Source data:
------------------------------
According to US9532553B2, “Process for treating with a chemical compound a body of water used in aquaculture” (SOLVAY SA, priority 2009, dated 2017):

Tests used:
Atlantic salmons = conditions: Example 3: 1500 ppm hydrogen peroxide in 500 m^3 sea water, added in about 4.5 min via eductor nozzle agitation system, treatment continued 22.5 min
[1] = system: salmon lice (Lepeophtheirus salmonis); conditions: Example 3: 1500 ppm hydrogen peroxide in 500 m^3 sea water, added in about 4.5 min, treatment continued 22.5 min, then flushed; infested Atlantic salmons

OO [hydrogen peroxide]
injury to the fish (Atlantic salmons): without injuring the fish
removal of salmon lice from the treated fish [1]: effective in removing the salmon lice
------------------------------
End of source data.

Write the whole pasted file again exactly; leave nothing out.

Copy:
According to US9532553B2, “Process for treating with a chemical compound a body of water used in aquaculture” (SOLVAY SA, priority 2009, dated 2017):

Tests used:
Atlantic salmons = conditions: Example 3: 1500 ppm hydrogen peroxide in 500 m^3 sea water, added in about 4.5 min via eductor nozzle agitation system, treatment continued 22.5 min
[1] = system: salmon lice (Lepeophtheirus salmonis); conditions: Example 3: 1500 ppm hydrogen peroxide in 500 m^3 sea water, added in about 4.5 min, treatment continued 22.5 min, then flushed; infested Atlantic salmons

OO [hydrogen peroxide]
injury to the fish (Atlantic salmons): without injuring the fish
removal of salmon lice from the treated fish [1]: effective in removing the salmon lice